Correct Position on Maternity Leave
Ministry of Public Service, Labour and Social Welfare
The Ministry of Public Service, Labour and Social Welfare wishes to correct inaccuracies in an article in The Chronicle of Monday the 5th of November 2018. The writer misrepresented the status quo pertaining to maternity leave.The Minister’s presentation to Senate was on the policy government intends to put in place, which the writer mistakenly highlighted as the current position. The Ministry wishes to point out that the principles that will inform the amendment of the Labour Act [28:01] include proposals to amend Section 18 which provides for maternity protection.
The Labour Act [28:01] currently provides maternity benefits for all female employees in the private sector and quasi-government departments. Female employees in the public sector are also entitled to maternity benefits as given in Statutory Instrument 1 of 2000, enacted in terms of the Public Service Act [16:04].
While the Labour Act [28:01] allows female employees a total of ninety-eight days on full pay for employees who have served an employer for one year, a female employee who has not completed one year of service with an employer can apply for unpaid maternity leave. A female employee is entitled to maternity leave three times with the same employer, with intervals of two years and should continue to enjoy normal benefits and entitlements.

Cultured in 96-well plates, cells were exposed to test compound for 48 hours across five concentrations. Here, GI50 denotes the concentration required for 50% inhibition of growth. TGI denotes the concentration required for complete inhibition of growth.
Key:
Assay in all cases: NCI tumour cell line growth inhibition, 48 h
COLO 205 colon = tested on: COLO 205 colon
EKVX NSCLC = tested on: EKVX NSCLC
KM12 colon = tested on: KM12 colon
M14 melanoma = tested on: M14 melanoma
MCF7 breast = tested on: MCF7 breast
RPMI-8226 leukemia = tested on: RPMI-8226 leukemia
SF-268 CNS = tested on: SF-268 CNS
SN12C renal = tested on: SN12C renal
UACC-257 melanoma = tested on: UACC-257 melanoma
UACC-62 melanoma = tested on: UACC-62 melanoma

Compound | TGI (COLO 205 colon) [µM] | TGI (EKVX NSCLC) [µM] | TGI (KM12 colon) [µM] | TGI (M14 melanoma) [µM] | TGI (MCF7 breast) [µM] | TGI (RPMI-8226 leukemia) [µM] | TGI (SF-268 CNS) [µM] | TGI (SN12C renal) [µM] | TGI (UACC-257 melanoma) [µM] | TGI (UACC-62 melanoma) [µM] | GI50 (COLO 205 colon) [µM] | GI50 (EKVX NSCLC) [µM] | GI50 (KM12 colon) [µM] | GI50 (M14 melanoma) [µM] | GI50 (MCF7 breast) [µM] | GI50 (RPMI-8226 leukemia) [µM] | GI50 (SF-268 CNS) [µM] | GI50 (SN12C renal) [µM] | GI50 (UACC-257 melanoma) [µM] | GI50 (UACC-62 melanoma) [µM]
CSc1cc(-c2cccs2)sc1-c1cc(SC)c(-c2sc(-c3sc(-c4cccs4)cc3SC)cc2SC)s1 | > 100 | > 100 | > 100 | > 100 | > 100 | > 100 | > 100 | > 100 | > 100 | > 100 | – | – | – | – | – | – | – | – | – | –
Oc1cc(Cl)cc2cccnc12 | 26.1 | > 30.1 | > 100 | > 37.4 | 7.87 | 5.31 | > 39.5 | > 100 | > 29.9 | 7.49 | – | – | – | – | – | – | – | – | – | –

In addition to maternity leave, a female employee who is a mother to a suckling child is entitled to one hour of breastfeeding, during normal working hours, which may be combined with other normal breaks, and this may be done for the time during which she actually nurses her child, or for six months, whichever is lesser.
The agreed principles on maternity leave seek to do away with the qualifying period of one year to enable female employees to enjoy the right to paid maternity leave despite their length of service. The principles also seek to remove the limitation of the number of times that a female employee can be granted paid maternity leave. These proposals would align the Labour Act [28:01] with the Constitution which provides for maternity benefits in Section 65